The fundamental method of modifying the data in a data set is by way of a basic assignment statement. Such a statement always takes the form:
variable = expression;
where variable is any valid SAS name and expression is the calculation that is necessary to give the variable its values. The variable must always appear to the left of the equal sign and the expression must always appear to the right of the equal sign. As always, the statement must end with a semicolon (;).
Because assignment statements involve changing the values of variables, in the process of learning about assignment statements we'll get practice with working with both numeric and character variables. We'll also learn how using numeric SAS functions can help to simplify some of our calculations.
Example 4.1. Throughout this lesson, we'll work on modifying various aspects of the temporary data set grades that is created in the following DATA step:
The data set contains student names (name), each of their four exam grades (e1, e2, e3, e4), their project grade (p1), and their final exam grade (f1).
A couple of comments. For the sake of the examples that follow, we'll use the DATALINES statement to read in the data. We could have just as easily used the INFILE statement. Additionally, for the sake of ease, we'll create temporary data sets rather than permanent ones. Finally, after each SAS DATA step, we'll use the PRINT procedure to print all or part of the resulting SAS data set for your perusal.
Example 4.2. The following SAS program illustrates a very simple assignment statement in which SAS adds up the four exam scores of each student and stores the result in a new numeric variable called examtotal.
Note that, as previously described, the new variable name examtotal appears to the left of the equal sign, while the expression that adds up the four exam scores (e1+e2+e3+e4) appears to the right of the equal sign.
Launch and run the SAS program. Review the output from the PRINT procedure to convince yourself that the new numeric variable examtotal is indeed the sum of the four exam scores for each student appearing in the data set. Also note what SAS does when it is asked to calculate something when some of the data are missing. Rather than add up the three exam scores that do exist for John Simon, SAS instead assigns a missing value to his examtotal. If you think about it, that's a good thing! Otherwise, you'd have no way of knowing that his examtotal differed in some fundamental way from that of the other students. The important lesson here is to always be aware of how SAS is going to handle the missing values in your data set when you perform various calculations!
Example 4.3. In the previous example, the assignment statement created a new variable in the data set by simply using a variable name that didn't already exist in the data set. You need not always use a new variable name. Instead, you could modify the values of a variable that already exists. The following SAS program illustrates how the instructor would modify the variable e2, say for example, if she wanted to modify the grades of the second exam by adding 8 points to each student's grade:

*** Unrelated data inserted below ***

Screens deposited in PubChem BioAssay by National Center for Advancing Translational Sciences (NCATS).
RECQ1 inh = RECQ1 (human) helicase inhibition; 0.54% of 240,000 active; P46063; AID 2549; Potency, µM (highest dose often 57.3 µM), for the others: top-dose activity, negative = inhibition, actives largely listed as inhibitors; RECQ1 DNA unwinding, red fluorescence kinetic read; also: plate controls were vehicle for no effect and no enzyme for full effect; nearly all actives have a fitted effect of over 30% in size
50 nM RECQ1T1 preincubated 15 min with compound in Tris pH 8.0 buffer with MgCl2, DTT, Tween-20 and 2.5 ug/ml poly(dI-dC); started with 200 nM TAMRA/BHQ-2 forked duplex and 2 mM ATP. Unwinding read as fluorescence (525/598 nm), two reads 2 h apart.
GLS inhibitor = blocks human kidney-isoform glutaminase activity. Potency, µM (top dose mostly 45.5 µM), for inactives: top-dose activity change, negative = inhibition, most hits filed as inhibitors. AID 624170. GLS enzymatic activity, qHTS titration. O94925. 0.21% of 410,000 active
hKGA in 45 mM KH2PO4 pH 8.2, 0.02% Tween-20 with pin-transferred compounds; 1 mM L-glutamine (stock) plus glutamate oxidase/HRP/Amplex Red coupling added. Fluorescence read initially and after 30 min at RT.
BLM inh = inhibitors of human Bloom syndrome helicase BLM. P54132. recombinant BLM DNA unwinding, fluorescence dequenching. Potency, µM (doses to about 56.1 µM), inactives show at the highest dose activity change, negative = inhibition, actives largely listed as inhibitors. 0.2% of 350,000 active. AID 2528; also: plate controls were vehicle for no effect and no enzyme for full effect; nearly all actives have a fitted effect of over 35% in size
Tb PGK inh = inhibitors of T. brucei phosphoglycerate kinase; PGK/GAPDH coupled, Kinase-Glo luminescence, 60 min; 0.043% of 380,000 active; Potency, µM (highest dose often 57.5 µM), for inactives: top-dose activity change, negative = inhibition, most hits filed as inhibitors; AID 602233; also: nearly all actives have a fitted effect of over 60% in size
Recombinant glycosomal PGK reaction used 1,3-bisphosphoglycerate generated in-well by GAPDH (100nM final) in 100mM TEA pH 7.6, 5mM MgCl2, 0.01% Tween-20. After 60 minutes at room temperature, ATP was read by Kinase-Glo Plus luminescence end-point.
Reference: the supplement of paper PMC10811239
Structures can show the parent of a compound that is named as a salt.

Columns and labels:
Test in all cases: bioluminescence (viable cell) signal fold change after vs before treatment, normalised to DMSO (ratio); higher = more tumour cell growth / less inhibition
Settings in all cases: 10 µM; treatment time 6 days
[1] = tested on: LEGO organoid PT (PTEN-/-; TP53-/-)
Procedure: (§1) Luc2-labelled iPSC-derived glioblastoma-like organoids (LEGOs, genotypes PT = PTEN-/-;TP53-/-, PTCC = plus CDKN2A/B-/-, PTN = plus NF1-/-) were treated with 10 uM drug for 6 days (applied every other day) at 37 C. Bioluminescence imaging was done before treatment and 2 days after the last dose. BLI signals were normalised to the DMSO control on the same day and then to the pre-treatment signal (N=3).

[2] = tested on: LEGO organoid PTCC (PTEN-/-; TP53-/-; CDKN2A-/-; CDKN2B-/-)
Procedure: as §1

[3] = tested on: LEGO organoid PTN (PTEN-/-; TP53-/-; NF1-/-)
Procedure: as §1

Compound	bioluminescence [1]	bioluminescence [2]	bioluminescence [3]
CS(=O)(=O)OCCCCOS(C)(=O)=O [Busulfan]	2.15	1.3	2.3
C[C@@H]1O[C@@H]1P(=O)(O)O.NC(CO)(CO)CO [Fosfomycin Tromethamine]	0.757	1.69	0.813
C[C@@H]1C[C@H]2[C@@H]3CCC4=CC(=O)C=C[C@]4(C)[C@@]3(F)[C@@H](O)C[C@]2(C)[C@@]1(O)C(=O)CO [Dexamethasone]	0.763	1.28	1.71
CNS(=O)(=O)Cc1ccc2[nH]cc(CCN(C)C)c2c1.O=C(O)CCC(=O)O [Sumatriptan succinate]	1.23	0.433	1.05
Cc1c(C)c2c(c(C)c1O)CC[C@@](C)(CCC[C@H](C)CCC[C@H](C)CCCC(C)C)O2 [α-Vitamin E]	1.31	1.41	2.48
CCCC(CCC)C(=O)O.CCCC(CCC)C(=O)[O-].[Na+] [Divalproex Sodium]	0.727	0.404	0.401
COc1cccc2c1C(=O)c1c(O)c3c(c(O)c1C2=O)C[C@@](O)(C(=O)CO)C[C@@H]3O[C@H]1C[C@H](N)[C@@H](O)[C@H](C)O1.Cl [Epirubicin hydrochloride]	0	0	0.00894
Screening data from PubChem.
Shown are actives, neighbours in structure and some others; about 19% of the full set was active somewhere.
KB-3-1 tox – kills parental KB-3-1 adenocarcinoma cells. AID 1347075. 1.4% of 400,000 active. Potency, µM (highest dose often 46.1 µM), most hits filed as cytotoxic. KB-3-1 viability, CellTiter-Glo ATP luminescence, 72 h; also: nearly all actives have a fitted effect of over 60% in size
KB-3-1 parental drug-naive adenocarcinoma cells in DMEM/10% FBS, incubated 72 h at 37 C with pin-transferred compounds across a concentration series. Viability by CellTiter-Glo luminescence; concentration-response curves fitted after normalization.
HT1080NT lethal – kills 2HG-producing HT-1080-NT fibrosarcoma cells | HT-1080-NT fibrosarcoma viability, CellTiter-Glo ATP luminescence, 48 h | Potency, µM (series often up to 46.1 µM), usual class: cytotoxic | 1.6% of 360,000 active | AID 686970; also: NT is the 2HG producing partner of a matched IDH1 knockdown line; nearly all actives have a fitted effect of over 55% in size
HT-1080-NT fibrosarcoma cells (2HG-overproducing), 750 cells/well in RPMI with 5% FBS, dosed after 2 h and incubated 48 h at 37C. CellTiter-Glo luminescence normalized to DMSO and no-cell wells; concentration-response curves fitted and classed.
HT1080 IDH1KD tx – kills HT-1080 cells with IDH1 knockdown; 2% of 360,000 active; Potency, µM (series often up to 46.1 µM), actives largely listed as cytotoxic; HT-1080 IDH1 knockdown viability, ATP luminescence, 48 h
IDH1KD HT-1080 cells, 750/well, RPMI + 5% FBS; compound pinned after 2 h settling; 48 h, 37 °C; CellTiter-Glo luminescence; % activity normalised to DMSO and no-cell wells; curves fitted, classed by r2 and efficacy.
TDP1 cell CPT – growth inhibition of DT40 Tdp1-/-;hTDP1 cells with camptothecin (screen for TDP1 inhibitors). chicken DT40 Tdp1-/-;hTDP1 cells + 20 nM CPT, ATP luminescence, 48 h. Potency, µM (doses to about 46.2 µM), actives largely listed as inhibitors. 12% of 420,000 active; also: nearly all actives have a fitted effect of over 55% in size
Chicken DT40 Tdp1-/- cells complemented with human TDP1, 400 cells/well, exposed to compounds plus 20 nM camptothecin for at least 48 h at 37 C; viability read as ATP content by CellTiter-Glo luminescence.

Note again that the name of the variable being modified (e2) appears to the left of the equal sign, while the arithmetic expression that tells SAS to add 8 to the second exam score (e2+8) appears to the right of the equal sign. In general, when a variable name appears on both sides of the equal sign, the original value on the right side is used to evaluate the expression. The result of the expression is then assigned to the variable on the left side of the equal sign.
Launch and run the SAS program. Review the output from the print procedure to convince yourself that the values of the numeric variable e2 are indeed eight points higher than the values in the original data set.
Biology 30: Module 4: Lesson 21Assignment MODULE4: LESSON2 ASSIGNMENT This Module 4: Lesson 2 Assignment is worth 10 marks. The value of each assignment and each question is stated in the left margin. (10 marks) Lesson 2 Assignment: Genetic, Hormonal & Environmental Effects on Embryonic and Fetal Development (10 marks) 1. Complete the table below by researching factors that affect embryonic and fetal development. Examine the examples given for each Affecting Factor then complete the one other factor given and provide one of your own choices. For each Affecting Factor, describe how it will affect embryonic tissue development and fetal development. TABLE1: GENETIC, HORMONAL& ENVIRONMENTALEFFECTSONEMBRYONICANDFETALDEVELOPMENTAffecting Factors Embryonic Tissue Development – 1sttrimester (0 to 12 weeks) Effects on Fetal Development Ectoderm Mesoderm Endoderm 2ndTrimester (12 to 24 weeks) 3rdTrimester (24to 36 weeks) Genetic: e.g. Colour Blindness Eyes form, but eyelids are fused shut. Cone development would be affected here. Mesoderm deals with bones, muscles and blood. Color blindness does not affect these Deals with internal organs, so color blindness would not affect the endoderm Eyes are well developed but are still fused shut. Eyes are open, and eyelashes form. x-rays High radiation processes such as x-rays can mutations in each the ectoderm, mesoderm, and endoderm.